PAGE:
Refurbishing a stock. Help wanted

Forums General Discussion Refurbishing a stock. Help wanted

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    Richardo
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    I am refurbishing the beech stock on my 50 year old FWB124. I have completed removing the original varnish, and given the wood a number of fine paper standings.

    I am unsure what products to apply to finish the job though.

    Any help with product brands etc  that you have found easy to apply and have given a nice finish will be very welcome and helpful.

    Thanks.

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    cosmic
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    Check out joewaynerhea posts… Some of the best there is..

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    PerkyVal
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    Tominco is the man for this. Not only is he an airgun expert, hes also a woodworking genius

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    PumaCarl
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    This: https://www.rimfirecentral.com/forums/showthread.php?t=520722

    George (NoremF) is probably the most knowledgeable woodworker/finisher that contributes ( a lot!) to gun forums that I have read since the internet became a thing. Go to the above link and soak it in.

    My personal favorite, that saved me a lot of time, was finishing with tru-oil and Armor All. You wet your bare fingertips(index one, middle other) with each separately and rub it onto your stock, they mix together and a chemical reaction occurs and the heat from your fingers and friction make it cure very quickly. It is like magic the first time you try it. You can coat a whole stock in an hour and it feels dry to the touch. The first coat might take longer, later coats less, stop when happy with results.

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    mmahoney
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    It depends on the type of finish you like. I personally prefer a satin finish and only use boiled linseed oil. It is easy to apply.

    https://www.youtube.com/watch?v=mzVdsln29o8

    There are lots of other videos. Tru Oil is also easy to apply if you like a glossy finish.

     

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    Richardo
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    Thank you very much. Your replies are very helpful. Cheers.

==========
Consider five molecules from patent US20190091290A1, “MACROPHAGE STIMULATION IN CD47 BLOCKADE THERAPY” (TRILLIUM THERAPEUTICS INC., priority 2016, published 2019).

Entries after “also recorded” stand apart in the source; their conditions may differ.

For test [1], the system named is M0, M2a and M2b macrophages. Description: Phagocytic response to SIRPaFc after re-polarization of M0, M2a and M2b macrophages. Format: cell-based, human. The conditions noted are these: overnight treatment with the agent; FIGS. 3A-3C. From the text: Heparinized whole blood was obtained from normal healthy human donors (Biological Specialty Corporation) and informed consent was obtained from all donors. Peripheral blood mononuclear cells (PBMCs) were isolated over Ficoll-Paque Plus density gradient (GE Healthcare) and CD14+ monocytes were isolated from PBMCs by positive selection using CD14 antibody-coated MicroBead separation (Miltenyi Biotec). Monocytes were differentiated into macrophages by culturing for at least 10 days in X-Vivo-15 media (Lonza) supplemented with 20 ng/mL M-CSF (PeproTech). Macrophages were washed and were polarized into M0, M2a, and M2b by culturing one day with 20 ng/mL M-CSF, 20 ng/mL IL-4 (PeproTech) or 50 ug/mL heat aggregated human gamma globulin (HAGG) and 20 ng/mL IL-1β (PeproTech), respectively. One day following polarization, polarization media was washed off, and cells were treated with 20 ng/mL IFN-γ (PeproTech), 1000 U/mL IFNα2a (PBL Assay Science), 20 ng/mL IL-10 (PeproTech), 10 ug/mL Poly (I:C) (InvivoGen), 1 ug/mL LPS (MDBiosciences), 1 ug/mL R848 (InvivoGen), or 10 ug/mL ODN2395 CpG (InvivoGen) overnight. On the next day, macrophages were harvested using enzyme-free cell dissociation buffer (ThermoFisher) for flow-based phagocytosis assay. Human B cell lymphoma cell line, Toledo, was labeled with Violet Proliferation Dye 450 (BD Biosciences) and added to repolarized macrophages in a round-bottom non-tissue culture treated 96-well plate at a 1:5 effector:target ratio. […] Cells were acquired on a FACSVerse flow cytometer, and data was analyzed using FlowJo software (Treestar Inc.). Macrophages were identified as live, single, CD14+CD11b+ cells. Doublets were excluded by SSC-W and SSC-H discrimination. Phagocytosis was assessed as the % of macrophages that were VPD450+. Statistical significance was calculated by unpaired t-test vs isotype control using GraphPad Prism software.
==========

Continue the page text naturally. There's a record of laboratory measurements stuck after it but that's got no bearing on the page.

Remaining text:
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    1BadDart
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    I used Minwax Wipe on Poly Satin on my 300s stock and really like the way it turned out. In the past I’ve used Tru Oil and Tung Oil but like the poly better.

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    Franklink
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    You didn't mention stain but just in case you're planning on going back to a more original looking dark brown, beech is tough to stain without it being blotchy. I refinished a 300s, beech Mini stock and chose to let it be blond rather than risk the blotchiness.

    Formbys is what I like to use. It's an oil/laquer product that I presume is similar to TruOil. 

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    Richardo
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    I really like the blond finish. Very nice indeed.

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    Franklink
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    NT

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    NMshooter
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    Although, it can take a few weeks, I really like the Boiled Linseed finish. It is not a "high gloss look but more of a flat finsh and you can still "feel the wood". It also is easy to touch up down the line.

    Joe Wayne Rhae has a video on the Wipe-on Minnwax which looks about the easiest way to finish.

    I have had mixed results with Tru-oil. Works great with traditional walnut but ended up tremoving it off a lighter colored stock. Tru-oil will be the most work and most technique sensitive. I would reccommend to watch several U-tube video before you begin. You will need to thin the first several coats almost 75% or you will be sanding for days. Only the last 2 coats do I ever use it full strength and it's a very thin coat.